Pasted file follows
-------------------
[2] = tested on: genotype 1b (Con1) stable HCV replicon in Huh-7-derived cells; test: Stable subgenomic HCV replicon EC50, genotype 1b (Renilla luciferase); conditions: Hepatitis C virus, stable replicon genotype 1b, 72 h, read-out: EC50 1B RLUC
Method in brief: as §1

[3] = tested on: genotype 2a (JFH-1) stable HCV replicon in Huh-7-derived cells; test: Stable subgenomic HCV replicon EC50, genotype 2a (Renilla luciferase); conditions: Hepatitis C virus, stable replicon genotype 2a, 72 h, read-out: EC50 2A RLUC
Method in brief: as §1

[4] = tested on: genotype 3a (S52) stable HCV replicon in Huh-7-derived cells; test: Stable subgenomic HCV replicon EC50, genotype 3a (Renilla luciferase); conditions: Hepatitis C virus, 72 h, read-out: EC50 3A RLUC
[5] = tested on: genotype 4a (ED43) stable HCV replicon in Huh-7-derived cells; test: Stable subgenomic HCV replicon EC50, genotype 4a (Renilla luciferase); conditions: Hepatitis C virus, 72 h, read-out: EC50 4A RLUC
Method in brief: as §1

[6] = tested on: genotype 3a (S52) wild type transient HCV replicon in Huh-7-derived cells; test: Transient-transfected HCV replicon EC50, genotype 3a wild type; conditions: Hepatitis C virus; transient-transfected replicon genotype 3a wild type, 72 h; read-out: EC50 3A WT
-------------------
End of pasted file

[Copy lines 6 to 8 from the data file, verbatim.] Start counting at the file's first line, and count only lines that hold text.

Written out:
[5] = tested on: genotype 4a (ED43) stable HCV replicon in Huh-7-derived cells; test: Stable subgenomic HCV replicon EC50, genotype 4a (Renilla luciferase); conditions: Hepatitis C virus, 72 h, read-out: EC50 4A RLUC
Method in brief: as §1

[6] = tested on: genotype 3a (S52) wild type transient HCV replicon in Huh-7-derived cells; test: Transient-transfected HCV replicon EC50, genotype 3a wild type; conditions: Hepatitis C virus; transient-transfected replicon genotype 3a wild type, 72 h; read-out: EC50 3A WT